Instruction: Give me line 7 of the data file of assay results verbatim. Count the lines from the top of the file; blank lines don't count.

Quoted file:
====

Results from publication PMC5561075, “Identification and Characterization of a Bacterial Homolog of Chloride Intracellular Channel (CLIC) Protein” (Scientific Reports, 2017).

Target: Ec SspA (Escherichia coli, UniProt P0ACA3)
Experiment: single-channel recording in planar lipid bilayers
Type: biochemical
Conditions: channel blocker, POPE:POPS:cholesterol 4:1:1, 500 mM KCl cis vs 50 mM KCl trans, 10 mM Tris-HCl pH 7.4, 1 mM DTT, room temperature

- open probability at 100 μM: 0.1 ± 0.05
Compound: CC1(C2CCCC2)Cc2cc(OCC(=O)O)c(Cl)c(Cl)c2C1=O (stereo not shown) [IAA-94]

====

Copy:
Compound: CC1(C2CCCC2)Cc2cc(OCC(=O)O)c(Cl)c(Cl)c2C1=O (stereo not shown) [IAA-94]